http://bit.ly/c6yK8F
http://www.ef.com

Color Idioms - 2 - EnglishAnyone.com


source: EnglishAnyone     2011年5月12日
http://www.englishanyone.com

Chasing Rainbows
Chasing rainbows means to attempt something very difficult or impossible.
Will our new restaurant succeed or are we just chasing rainbows?

Golden Opportunity
A Golden opportunity is an ideal or perfect chance.
Being invited on a TV show is a golden opportunity to promote our products.

Brown Noser
A brown noser is a person who does nice things for superiors to gain advantage or status.
That student does everything for his teacher. He's such a brown noser!

Green
To be green is to be immature or new at something.
The rookie baseball player is really green!

In The Black
To be in the black means to profitable or successful.
That company sold a million books and is now in the black.

In The Red
To be in the red means to be in debt or unprofitable.
The company has lost so much money that it's in the red.

Out Of The Blue
Something that comes out of the blue is surprising.
That squid just came out of the blue and really scared me!

A White Lie
A white lie is an innocent lie told to protect someone's feelings.
I told my wife a white lie that I really liked the meal she cooked.

Hear vs Listen - Common English Errors


source: Twominute English    2013年4月19日
Exercises for this lesson: http://twominenglish.com/video/117-He...
Facebook: http://facebook.com/twominenglish
App for your Android Device: https://play.google.com/store/apps/de...

0:07 In this lesson we will learn how to use ‘hear’ and ‘listen.’
0:16 The words hear and listen both refer to being aware of sounds.
0:22 You’re right Mark. ‘To hear’ refers to an ability. ‘To listen’ means you are paying attention to a sound or to what someone is saying.
0:31 Listening means trying to understand what you hear.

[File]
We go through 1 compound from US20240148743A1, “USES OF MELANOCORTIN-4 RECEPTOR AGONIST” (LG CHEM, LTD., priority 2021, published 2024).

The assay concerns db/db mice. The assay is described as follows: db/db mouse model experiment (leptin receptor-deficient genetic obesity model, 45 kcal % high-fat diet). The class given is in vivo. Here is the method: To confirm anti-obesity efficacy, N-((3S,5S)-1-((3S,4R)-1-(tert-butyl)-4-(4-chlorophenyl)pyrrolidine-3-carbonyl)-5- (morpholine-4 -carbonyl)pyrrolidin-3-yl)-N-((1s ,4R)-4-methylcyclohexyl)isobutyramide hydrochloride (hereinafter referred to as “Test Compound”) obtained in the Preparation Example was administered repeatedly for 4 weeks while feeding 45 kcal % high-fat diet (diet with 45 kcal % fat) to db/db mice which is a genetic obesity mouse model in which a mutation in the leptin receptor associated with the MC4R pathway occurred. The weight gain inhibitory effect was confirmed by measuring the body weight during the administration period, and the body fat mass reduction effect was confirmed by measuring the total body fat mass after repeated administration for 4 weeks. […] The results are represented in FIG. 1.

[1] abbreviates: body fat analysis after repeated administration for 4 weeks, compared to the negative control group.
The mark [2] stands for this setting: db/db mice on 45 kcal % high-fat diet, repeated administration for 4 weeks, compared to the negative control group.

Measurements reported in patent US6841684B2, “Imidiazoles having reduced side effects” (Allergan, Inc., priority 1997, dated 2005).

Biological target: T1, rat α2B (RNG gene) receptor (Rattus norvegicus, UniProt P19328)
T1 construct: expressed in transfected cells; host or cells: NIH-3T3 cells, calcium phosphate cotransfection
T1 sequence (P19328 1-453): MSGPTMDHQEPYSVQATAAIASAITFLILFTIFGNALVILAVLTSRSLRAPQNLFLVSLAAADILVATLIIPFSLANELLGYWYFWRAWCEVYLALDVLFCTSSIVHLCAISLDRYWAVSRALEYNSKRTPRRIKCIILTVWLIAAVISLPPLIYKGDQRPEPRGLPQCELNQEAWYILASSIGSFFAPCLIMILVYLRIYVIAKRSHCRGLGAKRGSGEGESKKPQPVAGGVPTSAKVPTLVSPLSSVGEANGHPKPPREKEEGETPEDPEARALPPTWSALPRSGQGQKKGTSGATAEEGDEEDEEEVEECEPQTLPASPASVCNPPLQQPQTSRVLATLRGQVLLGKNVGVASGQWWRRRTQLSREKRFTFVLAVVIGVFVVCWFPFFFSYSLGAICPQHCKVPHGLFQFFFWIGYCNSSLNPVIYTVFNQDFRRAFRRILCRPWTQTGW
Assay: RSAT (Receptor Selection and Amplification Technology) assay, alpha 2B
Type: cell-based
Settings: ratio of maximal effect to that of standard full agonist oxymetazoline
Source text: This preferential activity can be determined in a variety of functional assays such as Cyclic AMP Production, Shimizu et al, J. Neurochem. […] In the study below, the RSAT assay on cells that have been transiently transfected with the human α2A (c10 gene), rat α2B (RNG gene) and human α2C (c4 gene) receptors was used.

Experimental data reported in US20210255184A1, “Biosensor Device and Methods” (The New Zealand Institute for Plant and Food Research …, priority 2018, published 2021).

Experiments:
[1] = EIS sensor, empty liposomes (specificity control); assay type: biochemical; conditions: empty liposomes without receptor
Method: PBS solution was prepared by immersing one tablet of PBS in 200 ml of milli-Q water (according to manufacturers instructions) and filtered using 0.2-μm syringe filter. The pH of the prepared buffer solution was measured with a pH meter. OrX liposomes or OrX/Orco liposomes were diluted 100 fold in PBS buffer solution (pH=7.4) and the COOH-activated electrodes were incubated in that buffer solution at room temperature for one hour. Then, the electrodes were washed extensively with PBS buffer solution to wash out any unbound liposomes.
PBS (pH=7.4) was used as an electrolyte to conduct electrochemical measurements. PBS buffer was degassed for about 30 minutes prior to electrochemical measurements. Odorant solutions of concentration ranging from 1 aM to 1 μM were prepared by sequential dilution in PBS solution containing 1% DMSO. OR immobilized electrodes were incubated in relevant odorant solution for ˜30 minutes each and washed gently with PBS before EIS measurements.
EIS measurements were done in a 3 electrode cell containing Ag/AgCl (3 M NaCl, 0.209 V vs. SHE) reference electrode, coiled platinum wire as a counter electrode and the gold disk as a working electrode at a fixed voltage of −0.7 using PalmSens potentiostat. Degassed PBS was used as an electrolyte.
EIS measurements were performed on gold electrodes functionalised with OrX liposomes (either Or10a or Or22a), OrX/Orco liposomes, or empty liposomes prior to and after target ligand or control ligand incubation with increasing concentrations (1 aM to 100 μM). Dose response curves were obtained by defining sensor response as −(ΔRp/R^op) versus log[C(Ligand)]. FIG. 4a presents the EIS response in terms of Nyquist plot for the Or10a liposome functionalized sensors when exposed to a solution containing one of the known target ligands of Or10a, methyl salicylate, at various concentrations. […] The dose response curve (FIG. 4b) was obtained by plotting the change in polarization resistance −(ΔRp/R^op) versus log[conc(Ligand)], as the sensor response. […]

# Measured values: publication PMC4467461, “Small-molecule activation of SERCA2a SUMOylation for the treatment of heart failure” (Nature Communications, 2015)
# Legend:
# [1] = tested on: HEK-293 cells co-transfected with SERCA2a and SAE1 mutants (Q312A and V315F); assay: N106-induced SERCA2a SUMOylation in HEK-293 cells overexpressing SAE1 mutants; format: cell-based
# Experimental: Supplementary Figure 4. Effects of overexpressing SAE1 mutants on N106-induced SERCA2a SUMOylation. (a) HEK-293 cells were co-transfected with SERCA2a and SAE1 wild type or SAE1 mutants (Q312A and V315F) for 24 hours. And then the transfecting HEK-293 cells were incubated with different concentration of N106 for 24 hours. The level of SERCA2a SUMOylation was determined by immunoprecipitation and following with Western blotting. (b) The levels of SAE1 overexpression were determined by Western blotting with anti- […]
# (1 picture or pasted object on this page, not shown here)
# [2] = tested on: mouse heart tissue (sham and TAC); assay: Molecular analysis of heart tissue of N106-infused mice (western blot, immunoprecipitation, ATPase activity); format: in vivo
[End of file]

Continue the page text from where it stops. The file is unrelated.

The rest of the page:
0:35 You may hear a noise without trying to identify it. But to understand, you must listen to it.
0:42 Yes Linda. Would you give some examples to help us understand better?
0:48 Yes, for sure. Here’s one: As soon as the audience hears the bell, they prepare themselves to listen to the lecture.
0:56 In this example audience hears the bell and then listens to the lecture to understand it.
1:03 Here is another example: Hearing her child cry, the mother stopped listening to the news.
1:10 Thank you Linda. Let’s listen to some conversations to understand better.
1:21 Hello Kate, here’s the address you should come to.
1:25 Hello! Is this Sam? I cannot hear you very well. Would you speak a little louder?
1:32 Listen carefully. You should come to Park Avenue, 17, in Holmes Villa.
1:40 Gotcha! Is that Park Avenue 17, Holmes Villa?
1:45 Right! You should arrive before 7 P.M. if you want to listen to Professor King’s presentation.
1:51 I need to listen to it completely. It’s the topic of my paper. I’ll be on time. Thank you, Sam.
2:03 I’ve heard that lecture before, it’s very inspirational.
2:07 Yes, everybody was listening to it carefully.
2:10 That’s right. It was very interesting.
2:13 It was good to hear the whole crowd laughing out loud, listening to his jokes.
2:18 You are right Kate. Should we attend these lectures every week?
2:23 Yes, Sam. Let’s come next week too.
2:32 Hey Linda, do you like to listen to music?
2:36 Yes, I do, but I never use headphones while driving.
2:40 While driving if you use headphones or earphones and listen to loud music, you won’t hear other sounds.